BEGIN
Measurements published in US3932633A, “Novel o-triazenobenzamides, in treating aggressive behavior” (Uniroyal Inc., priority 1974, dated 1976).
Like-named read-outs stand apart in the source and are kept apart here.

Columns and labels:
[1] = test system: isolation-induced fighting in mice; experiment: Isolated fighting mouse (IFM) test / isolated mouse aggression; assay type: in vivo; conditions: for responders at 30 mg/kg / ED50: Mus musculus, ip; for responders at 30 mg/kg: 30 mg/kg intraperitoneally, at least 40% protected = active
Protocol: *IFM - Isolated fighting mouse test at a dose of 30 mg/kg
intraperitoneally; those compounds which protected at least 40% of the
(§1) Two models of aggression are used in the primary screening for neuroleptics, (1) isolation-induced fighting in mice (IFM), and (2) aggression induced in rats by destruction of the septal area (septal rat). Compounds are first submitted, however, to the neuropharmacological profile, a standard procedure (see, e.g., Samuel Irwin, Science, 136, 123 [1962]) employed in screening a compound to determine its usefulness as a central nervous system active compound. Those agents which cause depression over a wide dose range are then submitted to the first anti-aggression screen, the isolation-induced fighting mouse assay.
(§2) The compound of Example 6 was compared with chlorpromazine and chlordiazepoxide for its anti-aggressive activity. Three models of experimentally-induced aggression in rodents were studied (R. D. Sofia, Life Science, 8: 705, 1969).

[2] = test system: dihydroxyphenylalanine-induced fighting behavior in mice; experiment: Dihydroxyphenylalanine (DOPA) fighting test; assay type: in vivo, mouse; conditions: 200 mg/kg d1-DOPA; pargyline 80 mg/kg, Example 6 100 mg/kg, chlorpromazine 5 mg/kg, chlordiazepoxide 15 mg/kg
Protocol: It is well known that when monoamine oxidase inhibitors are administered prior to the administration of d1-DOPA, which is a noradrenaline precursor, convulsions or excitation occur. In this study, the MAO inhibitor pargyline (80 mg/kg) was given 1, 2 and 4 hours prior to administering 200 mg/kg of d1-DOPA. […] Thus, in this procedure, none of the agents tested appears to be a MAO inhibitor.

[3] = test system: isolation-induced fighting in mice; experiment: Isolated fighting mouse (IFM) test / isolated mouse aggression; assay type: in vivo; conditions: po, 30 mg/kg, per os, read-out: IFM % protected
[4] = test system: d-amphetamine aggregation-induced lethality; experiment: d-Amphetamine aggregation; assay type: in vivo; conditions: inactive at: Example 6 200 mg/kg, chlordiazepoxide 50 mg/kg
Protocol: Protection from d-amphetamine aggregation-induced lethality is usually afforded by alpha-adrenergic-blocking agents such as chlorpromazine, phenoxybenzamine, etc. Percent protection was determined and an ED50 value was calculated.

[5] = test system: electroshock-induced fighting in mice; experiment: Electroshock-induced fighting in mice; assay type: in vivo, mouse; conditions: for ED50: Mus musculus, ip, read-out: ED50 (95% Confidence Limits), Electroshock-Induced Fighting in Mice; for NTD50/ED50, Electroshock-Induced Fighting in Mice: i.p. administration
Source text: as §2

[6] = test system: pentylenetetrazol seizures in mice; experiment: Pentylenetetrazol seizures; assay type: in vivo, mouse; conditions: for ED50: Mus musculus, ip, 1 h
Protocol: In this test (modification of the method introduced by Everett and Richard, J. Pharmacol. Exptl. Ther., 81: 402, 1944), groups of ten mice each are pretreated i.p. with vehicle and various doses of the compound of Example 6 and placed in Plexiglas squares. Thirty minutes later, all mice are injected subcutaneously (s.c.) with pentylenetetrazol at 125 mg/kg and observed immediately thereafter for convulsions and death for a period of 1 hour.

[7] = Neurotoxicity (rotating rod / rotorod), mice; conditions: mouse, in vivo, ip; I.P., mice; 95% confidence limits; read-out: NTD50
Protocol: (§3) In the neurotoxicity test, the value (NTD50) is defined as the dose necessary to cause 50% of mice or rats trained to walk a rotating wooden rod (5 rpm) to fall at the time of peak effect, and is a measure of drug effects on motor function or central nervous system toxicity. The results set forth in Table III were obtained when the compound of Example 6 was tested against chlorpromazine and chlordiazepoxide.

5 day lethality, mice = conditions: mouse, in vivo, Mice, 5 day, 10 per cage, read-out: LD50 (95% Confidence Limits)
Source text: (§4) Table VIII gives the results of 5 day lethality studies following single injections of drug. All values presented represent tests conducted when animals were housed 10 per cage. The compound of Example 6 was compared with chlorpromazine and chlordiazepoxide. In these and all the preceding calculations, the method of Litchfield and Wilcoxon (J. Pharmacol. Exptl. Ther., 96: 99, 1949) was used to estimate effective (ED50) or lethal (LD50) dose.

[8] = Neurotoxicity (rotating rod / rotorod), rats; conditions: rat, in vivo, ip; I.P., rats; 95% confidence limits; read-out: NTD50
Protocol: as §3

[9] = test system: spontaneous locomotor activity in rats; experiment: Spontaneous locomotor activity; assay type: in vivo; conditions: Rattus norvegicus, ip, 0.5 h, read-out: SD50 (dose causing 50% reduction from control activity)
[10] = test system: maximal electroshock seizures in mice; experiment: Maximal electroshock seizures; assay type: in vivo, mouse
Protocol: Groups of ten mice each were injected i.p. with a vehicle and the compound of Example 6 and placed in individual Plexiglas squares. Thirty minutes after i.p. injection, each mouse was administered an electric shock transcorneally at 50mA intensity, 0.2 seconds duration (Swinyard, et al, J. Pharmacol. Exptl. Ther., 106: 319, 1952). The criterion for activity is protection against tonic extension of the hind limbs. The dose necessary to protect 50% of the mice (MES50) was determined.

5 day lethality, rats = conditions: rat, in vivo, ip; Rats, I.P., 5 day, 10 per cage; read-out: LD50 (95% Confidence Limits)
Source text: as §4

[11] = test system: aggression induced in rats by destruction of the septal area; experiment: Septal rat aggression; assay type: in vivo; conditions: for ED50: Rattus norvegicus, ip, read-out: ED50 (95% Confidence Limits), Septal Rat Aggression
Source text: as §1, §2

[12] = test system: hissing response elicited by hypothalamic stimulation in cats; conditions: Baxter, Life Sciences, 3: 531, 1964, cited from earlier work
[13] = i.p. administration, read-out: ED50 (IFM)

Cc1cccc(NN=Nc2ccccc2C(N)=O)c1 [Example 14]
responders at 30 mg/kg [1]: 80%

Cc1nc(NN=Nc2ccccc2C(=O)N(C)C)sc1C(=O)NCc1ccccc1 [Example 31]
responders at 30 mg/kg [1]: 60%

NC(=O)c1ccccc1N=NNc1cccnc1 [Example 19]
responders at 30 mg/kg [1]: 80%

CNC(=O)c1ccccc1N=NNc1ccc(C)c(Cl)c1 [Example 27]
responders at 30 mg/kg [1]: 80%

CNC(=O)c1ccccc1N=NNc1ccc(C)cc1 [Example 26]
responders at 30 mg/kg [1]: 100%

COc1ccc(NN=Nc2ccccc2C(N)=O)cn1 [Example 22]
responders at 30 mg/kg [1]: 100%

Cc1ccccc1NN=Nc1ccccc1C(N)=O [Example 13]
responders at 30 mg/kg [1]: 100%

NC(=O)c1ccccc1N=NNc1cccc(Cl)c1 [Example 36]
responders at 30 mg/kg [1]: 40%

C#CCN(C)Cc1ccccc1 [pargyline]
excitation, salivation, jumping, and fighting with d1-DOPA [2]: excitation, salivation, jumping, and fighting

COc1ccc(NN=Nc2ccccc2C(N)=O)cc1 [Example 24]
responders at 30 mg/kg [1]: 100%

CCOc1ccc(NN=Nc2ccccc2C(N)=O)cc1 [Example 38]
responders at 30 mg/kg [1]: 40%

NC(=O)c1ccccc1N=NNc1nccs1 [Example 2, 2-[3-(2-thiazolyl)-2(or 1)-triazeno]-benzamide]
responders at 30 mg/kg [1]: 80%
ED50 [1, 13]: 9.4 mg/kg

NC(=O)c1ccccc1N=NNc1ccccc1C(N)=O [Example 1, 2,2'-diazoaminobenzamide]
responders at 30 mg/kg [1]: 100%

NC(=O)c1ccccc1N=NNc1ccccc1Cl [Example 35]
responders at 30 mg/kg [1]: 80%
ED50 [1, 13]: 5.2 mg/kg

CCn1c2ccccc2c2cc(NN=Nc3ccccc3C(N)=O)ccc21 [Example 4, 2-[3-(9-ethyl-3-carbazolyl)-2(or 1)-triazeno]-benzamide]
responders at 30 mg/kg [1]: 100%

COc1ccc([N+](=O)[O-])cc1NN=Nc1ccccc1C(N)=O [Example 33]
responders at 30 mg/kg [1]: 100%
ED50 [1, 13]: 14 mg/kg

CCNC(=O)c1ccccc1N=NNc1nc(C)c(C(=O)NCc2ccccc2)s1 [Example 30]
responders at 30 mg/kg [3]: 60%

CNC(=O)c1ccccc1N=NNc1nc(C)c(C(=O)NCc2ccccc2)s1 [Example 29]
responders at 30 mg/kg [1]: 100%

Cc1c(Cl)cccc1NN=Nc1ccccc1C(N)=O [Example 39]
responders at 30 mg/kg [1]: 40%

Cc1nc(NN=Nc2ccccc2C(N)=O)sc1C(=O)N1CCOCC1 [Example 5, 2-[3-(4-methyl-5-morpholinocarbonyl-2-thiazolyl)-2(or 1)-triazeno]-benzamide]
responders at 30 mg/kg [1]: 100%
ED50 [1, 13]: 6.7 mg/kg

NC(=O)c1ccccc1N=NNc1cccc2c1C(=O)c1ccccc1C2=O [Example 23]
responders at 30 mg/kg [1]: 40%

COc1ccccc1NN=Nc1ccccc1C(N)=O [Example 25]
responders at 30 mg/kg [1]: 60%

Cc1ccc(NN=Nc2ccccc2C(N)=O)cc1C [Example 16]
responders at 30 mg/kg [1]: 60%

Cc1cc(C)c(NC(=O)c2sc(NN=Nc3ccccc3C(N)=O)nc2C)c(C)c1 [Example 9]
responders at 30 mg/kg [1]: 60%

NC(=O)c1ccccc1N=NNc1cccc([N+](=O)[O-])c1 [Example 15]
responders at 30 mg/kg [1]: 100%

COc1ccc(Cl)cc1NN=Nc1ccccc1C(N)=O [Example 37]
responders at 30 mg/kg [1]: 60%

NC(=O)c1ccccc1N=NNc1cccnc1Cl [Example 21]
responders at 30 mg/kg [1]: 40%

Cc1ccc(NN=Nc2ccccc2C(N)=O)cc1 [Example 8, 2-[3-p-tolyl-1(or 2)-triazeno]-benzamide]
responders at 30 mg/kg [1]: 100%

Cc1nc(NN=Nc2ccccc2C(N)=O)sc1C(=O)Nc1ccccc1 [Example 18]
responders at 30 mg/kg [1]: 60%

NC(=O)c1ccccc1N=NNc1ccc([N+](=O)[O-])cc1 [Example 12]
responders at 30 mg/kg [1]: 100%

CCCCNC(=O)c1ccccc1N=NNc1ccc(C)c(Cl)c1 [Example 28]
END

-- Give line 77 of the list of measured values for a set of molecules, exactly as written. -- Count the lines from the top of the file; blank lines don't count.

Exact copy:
NC(=O)c1ccccc1N=NNc1cccc2c1C(=O)c1ccccc1C2=O [Example 23]